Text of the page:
Nursing education has come a long way in 150 years! The workforce is more diverse and some are highly trained in specialized care. Nursing duties are much more complex and scientific, which requires more training and regulation. This exhibit takes visitors through the history of nursing education from hospital-based nursing schools to the college and university training most nurses receive today.
Formalized nursing education began in the United States in the 1870s. It followed the Florence Nightingale model of training where nurses spent most of their time working in the hospital wards and received one lecture a week in the evening. The nurses worked long hours in full length skirts and long sleeves, taking care of patients and cleaning the hospital. There was no accreditation for schools or licensing of their nurses.
At the turn of the 20th century, many hospitals were growing and building new facilities. Many of these new buildings included nursing schools to provide skilled care for the hospital. Nurses (all of them single women) lived in dorms and followed a strict schedule of meals, work, class, and studying. The course work increased from one lecture a week to 8-15 hours of instruction per week. Courses included more scientific subjects like microbiology, chemistry, and psychology. Student nurses still worked long hours in the hospital wards.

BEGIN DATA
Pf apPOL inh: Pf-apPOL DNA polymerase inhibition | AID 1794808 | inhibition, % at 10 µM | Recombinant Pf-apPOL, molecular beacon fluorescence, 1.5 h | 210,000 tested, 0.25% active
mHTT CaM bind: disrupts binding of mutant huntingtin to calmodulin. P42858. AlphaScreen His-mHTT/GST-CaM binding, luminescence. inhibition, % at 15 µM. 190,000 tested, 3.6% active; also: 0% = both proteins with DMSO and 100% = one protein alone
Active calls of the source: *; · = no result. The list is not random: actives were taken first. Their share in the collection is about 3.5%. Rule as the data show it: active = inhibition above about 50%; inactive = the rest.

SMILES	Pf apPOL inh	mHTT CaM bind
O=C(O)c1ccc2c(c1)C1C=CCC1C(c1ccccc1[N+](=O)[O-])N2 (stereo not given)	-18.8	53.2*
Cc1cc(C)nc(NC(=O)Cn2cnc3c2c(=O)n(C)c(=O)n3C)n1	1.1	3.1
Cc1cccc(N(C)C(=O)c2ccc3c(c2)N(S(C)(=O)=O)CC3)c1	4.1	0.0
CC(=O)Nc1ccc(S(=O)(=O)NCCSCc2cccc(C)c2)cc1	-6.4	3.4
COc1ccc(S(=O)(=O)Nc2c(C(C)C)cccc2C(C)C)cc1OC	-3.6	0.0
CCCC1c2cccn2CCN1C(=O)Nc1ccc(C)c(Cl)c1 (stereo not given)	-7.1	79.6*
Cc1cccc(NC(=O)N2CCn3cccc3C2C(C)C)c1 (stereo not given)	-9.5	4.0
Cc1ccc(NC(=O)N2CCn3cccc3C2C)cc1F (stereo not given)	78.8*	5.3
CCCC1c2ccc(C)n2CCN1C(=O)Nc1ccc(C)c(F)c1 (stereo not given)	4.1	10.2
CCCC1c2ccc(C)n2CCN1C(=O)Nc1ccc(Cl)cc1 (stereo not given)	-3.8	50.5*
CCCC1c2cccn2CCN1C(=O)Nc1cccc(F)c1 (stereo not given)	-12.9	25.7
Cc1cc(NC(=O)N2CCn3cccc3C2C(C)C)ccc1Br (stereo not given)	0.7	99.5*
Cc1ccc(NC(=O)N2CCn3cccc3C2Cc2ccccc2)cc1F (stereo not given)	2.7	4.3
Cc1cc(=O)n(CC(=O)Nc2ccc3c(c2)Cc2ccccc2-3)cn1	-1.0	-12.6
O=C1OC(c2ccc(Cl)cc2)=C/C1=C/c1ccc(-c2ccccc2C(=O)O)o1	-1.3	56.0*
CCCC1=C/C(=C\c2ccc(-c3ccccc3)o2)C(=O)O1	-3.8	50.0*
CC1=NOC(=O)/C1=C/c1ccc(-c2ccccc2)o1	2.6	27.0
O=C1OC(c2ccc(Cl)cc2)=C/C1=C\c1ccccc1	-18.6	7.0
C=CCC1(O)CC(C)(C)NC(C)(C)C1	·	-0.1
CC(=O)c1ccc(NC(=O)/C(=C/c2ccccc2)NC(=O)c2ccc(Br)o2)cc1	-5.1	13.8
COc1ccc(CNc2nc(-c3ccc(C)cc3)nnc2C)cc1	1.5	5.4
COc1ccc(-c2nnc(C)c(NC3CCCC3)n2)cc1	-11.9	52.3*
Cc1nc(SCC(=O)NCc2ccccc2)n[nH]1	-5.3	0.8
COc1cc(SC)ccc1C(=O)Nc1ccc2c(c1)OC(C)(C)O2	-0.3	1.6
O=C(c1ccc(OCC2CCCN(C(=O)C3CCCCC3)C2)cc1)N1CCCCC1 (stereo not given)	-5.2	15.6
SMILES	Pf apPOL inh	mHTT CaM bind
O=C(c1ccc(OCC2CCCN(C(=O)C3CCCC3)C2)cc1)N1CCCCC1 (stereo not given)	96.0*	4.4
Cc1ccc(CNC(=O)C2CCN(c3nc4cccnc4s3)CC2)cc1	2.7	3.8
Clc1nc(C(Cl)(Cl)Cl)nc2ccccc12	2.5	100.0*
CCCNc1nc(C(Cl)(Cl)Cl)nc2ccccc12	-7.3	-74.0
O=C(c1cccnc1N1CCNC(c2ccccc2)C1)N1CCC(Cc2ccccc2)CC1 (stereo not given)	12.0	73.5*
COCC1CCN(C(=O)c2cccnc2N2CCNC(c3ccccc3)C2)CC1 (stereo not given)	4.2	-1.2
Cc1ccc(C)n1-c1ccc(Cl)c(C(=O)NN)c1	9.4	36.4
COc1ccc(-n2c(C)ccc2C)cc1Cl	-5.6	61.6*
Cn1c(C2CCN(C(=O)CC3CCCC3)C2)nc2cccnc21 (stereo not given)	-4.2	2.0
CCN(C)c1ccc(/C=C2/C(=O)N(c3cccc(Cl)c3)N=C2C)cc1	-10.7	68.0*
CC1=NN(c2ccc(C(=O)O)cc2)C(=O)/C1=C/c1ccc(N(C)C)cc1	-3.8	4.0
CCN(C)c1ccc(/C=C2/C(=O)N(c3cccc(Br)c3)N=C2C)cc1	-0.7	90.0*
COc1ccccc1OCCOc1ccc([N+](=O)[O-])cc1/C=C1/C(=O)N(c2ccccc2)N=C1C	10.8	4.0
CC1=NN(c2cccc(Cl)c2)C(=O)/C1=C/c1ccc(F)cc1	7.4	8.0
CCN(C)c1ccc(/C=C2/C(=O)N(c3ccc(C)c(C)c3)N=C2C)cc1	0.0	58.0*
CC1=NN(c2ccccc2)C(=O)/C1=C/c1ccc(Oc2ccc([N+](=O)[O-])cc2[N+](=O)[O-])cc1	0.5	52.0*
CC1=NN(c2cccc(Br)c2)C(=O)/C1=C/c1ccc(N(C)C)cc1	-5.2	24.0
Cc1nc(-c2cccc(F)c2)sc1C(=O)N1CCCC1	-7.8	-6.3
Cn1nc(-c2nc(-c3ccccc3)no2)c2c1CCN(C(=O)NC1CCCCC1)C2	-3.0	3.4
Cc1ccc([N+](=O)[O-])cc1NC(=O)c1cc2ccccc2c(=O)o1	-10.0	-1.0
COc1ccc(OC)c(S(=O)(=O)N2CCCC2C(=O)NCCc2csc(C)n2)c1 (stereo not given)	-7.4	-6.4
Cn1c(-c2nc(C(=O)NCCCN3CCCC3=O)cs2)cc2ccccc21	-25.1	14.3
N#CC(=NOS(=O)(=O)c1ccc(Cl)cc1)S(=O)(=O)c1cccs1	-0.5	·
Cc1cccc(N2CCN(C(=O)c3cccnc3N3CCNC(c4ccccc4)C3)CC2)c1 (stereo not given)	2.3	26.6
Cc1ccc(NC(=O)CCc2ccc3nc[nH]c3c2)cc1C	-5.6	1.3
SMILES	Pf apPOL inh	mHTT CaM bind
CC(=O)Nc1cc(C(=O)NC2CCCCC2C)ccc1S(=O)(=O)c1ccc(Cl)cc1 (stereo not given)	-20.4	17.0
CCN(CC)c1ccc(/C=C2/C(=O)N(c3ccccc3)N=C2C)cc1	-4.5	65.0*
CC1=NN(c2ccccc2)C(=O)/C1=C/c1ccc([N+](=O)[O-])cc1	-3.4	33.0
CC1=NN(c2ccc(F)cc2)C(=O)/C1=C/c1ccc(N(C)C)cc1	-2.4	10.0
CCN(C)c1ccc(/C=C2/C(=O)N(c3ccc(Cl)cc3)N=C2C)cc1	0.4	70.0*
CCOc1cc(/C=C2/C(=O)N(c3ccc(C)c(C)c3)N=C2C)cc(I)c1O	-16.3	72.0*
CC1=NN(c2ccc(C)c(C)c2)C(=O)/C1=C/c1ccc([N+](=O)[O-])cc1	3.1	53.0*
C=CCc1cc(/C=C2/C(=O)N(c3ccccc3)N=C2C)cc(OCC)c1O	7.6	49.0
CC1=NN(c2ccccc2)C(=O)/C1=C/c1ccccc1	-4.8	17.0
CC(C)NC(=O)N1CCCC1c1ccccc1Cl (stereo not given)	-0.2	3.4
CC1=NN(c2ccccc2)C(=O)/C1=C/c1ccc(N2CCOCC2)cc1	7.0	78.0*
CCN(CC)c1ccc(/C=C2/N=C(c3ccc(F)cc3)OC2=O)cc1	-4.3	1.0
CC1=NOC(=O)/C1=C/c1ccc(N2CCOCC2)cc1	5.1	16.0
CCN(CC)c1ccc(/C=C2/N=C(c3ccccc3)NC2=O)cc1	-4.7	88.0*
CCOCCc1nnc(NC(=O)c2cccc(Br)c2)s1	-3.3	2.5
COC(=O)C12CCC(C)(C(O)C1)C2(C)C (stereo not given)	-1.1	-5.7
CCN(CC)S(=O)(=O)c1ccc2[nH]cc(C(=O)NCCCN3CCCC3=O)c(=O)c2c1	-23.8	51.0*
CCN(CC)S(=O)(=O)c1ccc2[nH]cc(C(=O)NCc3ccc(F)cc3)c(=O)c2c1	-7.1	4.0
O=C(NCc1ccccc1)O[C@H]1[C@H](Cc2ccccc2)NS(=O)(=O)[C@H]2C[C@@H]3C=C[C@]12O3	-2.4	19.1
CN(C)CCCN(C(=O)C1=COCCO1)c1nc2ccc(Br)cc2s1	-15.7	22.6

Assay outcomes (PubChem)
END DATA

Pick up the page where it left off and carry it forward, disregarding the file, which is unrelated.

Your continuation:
Throughout the 1960s and 70s, many hospitals discontinued their nursing programs or partnered with local universities to provide some of the academic training. These new programs with colleges and universities opened up the profession to a more diverse population including married women, minorities, and men.